"Crab spider on a thistle in Big Cypress National Preserve"

WILDLIFE PHOTOGRAPHY – BIG CYPRESS WMA, FL

This photo of a crab spider on a purple thistle was taken in the Big Cypress National Preserve usung a Nikon D90 and Nikkor 60mm lens.

Crab spiders or Thomisidae family of the Araneae order. They are called crab spiders because they resemble crabs, with two front pairs of legs angled outward and bodies that are flattened and often angular. Also, like crabs, Thomisidae can move sideways or backward.

Crab spiders do not build webs to trap prey, but are hunters and ambushers. Some species sit on or among flowers, bark, fruit or leaves where they grab visiting insects. Individuals of some species, such as Misumena vatia, are able to change color to match the flower on which they are sitting. Other species, with their flattened bodies, hunt in the crevices of tree trunks or under loose bark. Members of the genus Xysticus hunt in the leaf litter on the ground. In each case, crab spiders use their powerful front legs to grab and hold onto prey while paralyzing it with a venomous bite.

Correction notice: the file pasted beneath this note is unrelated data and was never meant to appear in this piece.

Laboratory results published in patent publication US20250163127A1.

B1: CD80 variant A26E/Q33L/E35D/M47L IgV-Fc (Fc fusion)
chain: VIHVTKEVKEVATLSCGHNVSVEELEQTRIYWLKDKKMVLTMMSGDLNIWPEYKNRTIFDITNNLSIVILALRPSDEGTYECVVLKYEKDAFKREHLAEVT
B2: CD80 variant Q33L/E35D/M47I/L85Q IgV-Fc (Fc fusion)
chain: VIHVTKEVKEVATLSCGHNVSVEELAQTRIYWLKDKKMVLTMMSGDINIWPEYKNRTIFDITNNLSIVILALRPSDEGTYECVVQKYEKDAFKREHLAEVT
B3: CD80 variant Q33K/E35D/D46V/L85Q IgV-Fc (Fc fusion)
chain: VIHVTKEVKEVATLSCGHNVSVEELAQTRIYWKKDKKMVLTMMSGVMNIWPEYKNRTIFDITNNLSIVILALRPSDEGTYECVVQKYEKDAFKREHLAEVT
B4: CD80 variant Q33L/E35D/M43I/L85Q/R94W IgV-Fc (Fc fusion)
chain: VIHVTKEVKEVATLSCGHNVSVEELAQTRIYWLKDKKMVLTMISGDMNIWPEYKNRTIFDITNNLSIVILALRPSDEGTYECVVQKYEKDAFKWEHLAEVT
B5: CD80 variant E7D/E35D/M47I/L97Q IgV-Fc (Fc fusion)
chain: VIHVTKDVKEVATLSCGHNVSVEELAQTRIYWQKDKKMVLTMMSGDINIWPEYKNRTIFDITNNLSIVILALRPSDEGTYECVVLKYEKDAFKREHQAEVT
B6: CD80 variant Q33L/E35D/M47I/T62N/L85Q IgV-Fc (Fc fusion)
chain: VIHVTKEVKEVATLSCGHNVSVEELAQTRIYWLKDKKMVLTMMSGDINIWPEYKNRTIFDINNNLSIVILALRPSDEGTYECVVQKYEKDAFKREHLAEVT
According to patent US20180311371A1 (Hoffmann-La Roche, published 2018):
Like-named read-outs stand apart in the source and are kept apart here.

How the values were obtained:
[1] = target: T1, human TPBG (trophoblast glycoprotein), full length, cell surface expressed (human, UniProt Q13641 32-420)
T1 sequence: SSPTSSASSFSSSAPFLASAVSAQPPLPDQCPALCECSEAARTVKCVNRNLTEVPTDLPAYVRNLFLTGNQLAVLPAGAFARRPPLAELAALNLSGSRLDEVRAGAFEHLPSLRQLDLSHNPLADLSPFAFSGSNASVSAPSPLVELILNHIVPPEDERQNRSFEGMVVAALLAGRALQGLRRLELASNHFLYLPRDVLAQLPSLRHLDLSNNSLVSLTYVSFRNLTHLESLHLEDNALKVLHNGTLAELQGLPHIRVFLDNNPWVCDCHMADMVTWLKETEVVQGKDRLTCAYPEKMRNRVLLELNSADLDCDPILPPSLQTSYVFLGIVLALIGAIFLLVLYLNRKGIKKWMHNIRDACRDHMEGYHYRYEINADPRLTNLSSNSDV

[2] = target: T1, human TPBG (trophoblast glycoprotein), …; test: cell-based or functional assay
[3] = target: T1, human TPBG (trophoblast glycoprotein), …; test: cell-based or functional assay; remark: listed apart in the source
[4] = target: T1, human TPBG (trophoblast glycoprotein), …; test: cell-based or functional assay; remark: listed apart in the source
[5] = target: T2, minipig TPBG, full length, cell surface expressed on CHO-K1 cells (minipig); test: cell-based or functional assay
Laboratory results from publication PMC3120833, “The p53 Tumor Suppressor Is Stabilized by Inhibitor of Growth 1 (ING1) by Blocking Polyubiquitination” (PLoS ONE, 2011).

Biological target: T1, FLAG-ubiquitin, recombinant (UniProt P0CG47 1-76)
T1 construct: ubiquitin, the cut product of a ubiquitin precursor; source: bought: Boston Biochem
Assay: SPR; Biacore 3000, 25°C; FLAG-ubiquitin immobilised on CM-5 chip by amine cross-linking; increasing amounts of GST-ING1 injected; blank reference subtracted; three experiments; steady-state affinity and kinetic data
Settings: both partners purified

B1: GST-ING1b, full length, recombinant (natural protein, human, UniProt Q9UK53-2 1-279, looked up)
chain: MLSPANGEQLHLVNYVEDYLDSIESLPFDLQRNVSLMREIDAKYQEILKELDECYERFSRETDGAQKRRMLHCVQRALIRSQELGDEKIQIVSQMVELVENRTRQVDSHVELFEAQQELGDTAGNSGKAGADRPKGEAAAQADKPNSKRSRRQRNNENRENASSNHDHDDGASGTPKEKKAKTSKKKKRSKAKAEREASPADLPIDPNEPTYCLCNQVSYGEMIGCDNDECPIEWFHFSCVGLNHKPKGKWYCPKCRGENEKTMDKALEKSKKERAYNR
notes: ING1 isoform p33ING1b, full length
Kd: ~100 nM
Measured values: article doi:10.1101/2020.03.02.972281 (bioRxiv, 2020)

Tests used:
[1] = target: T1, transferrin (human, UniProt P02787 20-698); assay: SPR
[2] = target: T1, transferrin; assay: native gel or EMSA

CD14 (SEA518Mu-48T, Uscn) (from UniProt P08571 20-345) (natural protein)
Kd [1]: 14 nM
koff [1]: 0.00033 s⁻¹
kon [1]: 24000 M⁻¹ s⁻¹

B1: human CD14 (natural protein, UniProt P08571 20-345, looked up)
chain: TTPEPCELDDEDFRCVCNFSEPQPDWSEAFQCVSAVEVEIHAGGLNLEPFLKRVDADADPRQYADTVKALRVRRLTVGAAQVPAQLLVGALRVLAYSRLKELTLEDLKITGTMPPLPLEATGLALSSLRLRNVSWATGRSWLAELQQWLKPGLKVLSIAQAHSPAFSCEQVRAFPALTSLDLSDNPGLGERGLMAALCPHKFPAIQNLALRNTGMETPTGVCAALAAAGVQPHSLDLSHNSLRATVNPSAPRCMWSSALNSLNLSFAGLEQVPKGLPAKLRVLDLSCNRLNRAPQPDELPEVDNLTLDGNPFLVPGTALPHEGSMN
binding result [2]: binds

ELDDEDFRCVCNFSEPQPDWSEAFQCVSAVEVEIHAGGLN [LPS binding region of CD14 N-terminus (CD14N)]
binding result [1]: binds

Subject Photo exif Data

Camera Make and Model NIKON D90

Photo taken on April 25, 2010, 1:15 am

Focal Length 60mm

Shutter Speed 1/125

Aperture @ƒ/13

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17 thoughts on “Crab Spider on Thistle

  1. That is a crazy looking crab spider! I agree the flower is a much better sight than the spider. I have had a giant crab spider in my backyard and they are gross, at least this one looks pretty on the flower.

  2. Alan, I love these crab spiders. I have watched them for hours, catching all sorts of things, including a bee. It was way bigger than the spider but caught nevertheless. My favourites are those that live on the white flowers that blossom only in the spring/summer here in Australia. They appear like little white miracles when the flower bloom and before that, they are brown – like the rest of the bush.
    Your photography is awesome. I love it very much.

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